Featured at our concert
Our CEO, Siebert Neethling, is an accomplished conductor, who also plays the piano, trumpet, trombone, flugelhorn and guitar, and sings in a rich baritone.
Copywriter Phil Barker is an enthusiastic amateur who has sung in punk bands for 35 years and started teaching himself guitar at 50.
Senior Designer Tim Meaco has a falsetto so good he’s sung in professional Led Zeppelin tribute shows. He was also lead singer and guitarist for beloved Sydney band The Lockhearts and toured Europe in a choir as a teen. He’s currently working on a soulful, pared-back solo project called Harper Hayes.
Other musical Beings
Our Visual Media Director, Josh Favaloro, learned his professional craft making country music videos and was even an ARIA Nominee for Country Music Video of the Year in 2015. In his free time, he plays the guitar, piano and drums.
Relationship Manager Sophie van den Bogaerde is a classical pianist, plays the flute and is a trained singer, who often performs at weddings and cafes.
Despite uncanny similarities in appearance to Benny from ABBA, circa 1973, our Videographer Ben Pittorino doesn’t sing — but is learning the guitar.
We’ve also got a few Beings who prefer to express their musicality through dancing. Our Video Producer Steph is accomplished at pole, Copywriter Leisha studied ballroom for many years, and our Copy Lead Emily takes ballet, jazz and contemporary classes each week.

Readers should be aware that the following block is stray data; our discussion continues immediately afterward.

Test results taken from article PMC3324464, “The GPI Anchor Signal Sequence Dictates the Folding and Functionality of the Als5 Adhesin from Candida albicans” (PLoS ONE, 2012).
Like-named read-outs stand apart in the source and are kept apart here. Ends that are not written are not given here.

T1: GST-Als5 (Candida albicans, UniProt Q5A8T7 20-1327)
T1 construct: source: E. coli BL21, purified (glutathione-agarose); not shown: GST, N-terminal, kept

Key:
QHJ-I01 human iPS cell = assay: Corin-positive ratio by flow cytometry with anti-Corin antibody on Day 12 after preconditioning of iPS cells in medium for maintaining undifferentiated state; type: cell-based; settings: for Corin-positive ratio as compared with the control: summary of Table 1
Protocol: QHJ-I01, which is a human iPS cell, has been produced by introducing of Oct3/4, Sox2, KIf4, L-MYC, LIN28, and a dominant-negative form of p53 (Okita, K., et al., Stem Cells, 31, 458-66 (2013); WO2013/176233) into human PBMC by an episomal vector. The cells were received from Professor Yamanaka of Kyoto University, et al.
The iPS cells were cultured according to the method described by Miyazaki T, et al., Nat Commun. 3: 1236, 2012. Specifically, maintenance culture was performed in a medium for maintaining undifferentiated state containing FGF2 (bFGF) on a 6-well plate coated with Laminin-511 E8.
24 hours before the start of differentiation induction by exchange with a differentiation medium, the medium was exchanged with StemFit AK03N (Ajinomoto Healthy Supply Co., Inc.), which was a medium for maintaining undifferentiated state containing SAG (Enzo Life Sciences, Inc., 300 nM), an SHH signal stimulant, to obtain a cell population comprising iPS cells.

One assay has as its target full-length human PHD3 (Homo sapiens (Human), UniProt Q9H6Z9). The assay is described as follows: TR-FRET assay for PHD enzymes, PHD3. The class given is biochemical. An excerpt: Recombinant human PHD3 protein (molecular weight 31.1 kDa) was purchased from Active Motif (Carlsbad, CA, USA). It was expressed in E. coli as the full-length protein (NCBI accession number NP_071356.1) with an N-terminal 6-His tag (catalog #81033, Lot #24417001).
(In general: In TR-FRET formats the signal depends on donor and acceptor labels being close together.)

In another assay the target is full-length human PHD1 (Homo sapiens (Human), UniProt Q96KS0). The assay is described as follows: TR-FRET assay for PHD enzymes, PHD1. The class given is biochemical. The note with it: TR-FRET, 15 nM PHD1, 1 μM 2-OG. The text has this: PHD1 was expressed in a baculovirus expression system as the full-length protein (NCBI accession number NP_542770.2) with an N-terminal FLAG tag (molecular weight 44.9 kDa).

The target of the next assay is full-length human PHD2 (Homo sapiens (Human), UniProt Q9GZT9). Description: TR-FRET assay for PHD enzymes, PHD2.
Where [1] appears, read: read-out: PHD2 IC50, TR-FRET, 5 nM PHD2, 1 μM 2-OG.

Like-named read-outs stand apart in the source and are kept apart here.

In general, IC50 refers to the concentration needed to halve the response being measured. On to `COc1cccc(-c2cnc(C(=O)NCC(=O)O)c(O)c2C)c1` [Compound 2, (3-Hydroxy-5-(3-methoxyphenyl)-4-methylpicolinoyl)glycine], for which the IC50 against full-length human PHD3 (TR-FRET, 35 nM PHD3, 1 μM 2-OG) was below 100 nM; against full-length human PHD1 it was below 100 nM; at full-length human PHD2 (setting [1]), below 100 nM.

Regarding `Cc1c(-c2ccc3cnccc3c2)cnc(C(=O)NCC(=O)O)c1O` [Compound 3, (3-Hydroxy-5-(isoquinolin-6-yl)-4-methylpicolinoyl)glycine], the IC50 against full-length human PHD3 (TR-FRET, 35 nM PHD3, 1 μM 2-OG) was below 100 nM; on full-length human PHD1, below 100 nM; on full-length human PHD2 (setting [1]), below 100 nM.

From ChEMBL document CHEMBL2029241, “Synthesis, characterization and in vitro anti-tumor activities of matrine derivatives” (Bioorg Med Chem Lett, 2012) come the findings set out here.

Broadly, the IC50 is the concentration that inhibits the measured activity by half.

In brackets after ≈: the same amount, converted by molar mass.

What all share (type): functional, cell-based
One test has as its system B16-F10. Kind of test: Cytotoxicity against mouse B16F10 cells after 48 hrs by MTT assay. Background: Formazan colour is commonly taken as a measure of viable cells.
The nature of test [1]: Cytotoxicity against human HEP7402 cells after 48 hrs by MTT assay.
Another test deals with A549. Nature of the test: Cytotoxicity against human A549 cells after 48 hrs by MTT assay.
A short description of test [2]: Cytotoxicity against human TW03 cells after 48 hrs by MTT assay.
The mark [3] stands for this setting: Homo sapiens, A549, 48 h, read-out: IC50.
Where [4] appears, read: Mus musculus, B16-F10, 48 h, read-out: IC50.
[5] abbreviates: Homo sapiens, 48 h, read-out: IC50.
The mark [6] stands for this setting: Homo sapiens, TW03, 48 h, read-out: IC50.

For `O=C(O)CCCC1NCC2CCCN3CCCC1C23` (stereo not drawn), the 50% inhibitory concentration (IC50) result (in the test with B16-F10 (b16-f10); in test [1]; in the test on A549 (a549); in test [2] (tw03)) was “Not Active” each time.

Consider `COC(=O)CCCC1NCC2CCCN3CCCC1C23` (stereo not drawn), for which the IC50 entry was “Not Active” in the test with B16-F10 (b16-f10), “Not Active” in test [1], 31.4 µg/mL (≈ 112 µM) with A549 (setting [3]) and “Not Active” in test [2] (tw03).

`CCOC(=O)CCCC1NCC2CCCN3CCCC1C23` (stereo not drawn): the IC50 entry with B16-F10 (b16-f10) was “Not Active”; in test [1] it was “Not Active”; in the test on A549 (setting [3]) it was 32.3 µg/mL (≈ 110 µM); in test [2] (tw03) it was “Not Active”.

A whole-brain workout
While it’s remarkable how many of our Beings are musical, it’s not really a surprise. Music and creative minds go hand in hand.
Playing an instrument is a whole brain workout. It induces neuroplastic changes — the neurons that fire together, wire together — right across the brain. Your occipital lobe looks after pitch and rhythm, the temporal lobe processes sound, the frontal lobe runs the music and remembers where you are in the song, and incoming sensory information is processed in the parietal lobe.
The strong and varied neural connections that come from playing music improve cognitive efficiency, are proven to keep your brain firing efficiently as you age, and enhance overall physical and psychological health.
Listening to happy music improves cognition, enhances learning and memory, and sparks “divergent thinking” — the ability to come up with original, creative ideas.
There is a moment in the creative process called incubation, where you’re mulling over a problem at a subconscious level. This is when you’re most likely to have eureka! moments of insight — like when you can’t recall a word and it comes to you later, when you’re not aware you’re thinking about it.
Do your future brain a favour
If your brain is busy with stressful, taxing work, there might not be enough bandwidth for an insight to pop into your head. But playing or listening to music is the perfect environment for new ideas to spring to life.
There’s no doubt there’s a strong link between playing music and a strong, healthy, creative brain. If there’s one lesson from Make Music Day, it’s that it’s never too late to do your brain a favour and pick up an instrument (or pop in your earbuds) today.
“Music gives a soul to the universe, wings to the mind, flight to the imagination and life to everything else.” — Plato